Minister Broomes’ actions are a clear conflict of interest; GGDMA says this threatens impartiality in the industry


Press Release Issued by GGDMA

The Guyana Gold and Diamond Miners Association (GGDMA) has noted, with deep concern, the recent debacle in the press in relation to the Junior Minister of Natural Resources Ms. Simona Broomes. The GGDMA wishes to state that it finds the Minister’s recent actions to be a clear conflict of interest.

Based on the reports in the media there is evidence that clearly demonstrates that it was indeed the Minister and not her daughter who applied for a permission to mine on March 4th 2016, a mere two months after being appointed to the position by His Excellency President David Granger. The subsequent “spin” to explain it as her daughter’s business hints at the Minister’s inability to deal impartially with mining matters and the facts. This type of action threatens the entire industry.



Ms. Broomes, prior to becoming a Minister, had both positive and negative interactions with members of the mining community.  When one considers these pre-existing relationships and bridges that may have been burnt in the past within the sector, it can be argued that it would be difficult for the Minister to regulate herself impartially and without personal bias. The GGDMA therefore is heartened by the comments of His Excellency President David Granger that he will reassign the Minister if a conflict of interest arises. We declare that there is a clear conflict of interest and call on the President to honour his words. Minister Broomes can serve well in any other ministry, she is capable and competent.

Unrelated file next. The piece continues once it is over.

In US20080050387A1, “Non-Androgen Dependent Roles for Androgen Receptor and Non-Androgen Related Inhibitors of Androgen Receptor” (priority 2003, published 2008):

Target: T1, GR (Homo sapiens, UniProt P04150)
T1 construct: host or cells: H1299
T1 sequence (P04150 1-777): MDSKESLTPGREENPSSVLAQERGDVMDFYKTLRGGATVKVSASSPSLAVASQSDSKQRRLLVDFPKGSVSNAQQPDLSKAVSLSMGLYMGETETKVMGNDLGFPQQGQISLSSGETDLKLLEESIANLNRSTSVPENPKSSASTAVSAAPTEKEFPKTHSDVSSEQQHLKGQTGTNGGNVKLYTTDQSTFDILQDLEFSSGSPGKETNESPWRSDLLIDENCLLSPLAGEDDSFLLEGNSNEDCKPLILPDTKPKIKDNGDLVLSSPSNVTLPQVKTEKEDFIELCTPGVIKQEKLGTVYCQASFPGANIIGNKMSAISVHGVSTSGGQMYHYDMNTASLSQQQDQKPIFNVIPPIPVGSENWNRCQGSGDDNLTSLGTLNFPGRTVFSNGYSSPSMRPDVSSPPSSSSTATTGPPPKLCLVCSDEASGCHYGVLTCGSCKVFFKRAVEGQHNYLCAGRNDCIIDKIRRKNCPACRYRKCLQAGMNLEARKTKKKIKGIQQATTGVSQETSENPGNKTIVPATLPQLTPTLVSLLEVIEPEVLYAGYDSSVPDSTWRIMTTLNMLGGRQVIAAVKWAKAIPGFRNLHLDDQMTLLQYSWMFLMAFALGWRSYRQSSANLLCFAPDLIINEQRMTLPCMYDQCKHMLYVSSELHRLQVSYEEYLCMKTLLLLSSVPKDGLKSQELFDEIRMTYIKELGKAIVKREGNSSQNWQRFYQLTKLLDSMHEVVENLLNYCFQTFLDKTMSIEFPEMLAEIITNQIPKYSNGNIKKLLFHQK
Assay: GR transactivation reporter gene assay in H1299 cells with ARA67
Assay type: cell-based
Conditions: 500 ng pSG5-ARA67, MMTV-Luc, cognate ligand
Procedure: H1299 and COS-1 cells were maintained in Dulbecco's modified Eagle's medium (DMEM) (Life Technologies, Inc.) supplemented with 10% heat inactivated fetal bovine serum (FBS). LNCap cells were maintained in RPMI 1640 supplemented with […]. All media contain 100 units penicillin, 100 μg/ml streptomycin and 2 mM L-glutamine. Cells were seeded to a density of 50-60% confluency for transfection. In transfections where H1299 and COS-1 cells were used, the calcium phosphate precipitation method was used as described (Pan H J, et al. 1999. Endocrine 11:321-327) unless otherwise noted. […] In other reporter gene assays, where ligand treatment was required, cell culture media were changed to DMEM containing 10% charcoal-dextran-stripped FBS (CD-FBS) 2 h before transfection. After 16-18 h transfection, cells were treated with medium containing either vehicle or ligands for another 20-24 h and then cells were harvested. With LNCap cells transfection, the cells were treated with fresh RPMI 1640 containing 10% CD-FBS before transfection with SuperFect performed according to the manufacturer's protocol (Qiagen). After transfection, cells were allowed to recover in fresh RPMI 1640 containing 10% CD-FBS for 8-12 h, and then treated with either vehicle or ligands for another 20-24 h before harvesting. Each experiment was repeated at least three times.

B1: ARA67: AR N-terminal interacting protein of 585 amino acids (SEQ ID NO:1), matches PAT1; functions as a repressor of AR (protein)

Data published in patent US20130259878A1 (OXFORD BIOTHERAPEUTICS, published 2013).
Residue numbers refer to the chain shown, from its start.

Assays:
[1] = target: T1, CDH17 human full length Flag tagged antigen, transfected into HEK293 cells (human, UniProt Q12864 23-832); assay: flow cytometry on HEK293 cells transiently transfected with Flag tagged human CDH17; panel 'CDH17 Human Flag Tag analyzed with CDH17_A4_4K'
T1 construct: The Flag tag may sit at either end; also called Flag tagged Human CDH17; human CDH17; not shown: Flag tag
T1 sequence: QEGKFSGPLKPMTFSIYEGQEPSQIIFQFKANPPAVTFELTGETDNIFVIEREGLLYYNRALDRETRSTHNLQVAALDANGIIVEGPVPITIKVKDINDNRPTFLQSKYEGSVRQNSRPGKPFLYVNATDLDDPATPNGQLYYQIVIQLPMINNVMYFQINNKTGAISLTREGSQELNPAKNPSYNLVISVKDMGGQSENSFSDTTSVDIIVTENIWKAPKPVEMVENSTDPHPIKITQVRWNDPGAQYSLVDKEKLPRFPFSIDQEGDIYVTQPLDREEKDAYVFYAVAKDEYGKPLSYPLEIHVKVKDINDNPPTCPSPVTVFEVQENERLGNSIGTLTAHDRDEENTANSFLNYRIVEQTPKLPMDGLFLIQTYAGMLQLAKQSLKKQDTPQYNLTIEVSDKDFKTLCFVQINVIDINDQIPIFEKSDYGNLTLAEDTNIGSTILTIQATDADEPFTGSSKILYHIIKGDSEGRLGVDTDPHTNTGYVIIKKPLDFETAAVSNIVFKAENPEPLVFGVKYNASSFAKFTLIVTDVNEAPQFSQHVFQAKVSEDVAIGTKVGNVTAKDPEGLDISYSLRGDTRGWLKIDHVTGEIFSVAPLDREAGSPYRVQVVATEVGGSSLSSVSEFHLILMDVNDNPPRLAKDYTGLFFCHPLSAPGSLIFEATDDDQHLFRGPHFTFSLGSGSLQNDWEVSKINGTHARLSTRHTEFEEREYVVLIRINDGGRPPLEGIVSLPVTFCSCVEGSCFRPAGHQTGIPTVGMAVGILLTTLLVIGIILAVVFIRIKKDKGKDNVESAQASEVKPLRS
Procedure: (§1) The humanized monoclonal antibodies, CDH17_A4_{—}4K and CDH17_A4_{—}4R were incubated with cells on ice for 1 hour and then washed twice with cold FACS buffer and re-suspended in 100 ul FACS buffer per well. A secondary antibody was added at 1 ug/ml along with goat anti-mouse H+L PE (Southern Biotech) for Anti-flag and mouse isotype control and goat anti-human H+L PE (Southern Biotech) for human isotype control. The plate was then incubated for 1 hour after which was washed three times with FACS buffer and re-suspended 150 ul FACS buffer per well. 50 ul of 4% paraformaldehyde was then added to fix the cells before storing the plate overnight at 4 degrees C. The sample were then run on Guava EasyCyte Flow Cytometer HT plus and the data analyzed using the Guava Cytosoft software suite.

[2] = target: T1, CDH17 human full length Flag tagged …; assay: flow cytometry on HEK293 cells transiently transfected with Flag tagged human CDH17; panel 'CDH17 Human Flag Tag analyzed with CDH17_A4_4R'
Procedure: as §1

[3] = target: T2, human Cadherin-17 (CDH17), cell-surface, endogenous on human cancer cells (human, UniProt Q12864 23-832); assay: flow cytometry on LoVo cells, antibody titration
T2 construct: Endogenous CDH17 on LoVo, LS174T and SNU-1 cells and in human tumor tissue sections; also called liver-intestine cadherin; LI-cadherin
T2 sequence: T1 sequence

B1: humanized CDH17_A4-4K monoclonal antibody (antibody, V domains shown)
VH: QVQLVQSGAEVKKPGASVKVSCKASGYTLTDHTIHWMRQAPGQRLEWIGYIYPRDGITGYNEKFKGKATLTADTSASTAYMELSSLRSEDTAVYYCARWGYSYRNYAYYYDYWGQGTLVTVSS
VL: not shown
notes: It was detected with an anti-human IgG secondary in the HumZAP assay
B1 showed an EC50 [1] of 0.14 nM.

No existing miner, in good sense, can refuse a request from the sector Minister for her to be given permission to take gold from their land. One must recognize that such permissions and all future requests/permissions rests in the hands of the agency under her direct preview. It is foolhardy for anyone to expect that in Guyana you can deny a Minister permission and then expect to get an impartial hearing on matters.  If somehow the Minister is indeed capable of staying impartial in this regard, the question remains of whether or not she should be put in such a position in the first place, where reasons for her actions can always be defended, even when they are affected by secret/ closet biases.



Ever since the issue surrounding the Minister’s action’s surfaced in the media, the Association has been flooded with calls from miners who have expressed their concerns, but have been fearful in lending their opinion publicly; no one wants to be victimized.   At our recently held miner’s meeting the issue was also raised. Members have since privately contacted the leadership of the association to express their concerns. Both miner’s and mining equipment suppliers have expressed a concern as to their ability to refuse a request from the Minister or her children in mining. For example, should they request credit terms for mining supplies, a supplier would be hard pressed to say no or even complain, since the agency for complaints is headed by the very Minister

The Ministry seems to selectively understand how conflict of interests works. For example, the GGDMA has been removed from the Closed Area Committee*. From the inception, the GGDMA has always held a seat on the Committee and it was not until the current administration took office that this seat was taken away. The Government says that because the GGDMA is involved in mining they cannot hold a seat on the committee, because it would be a CONFLICT OF INTEREST.

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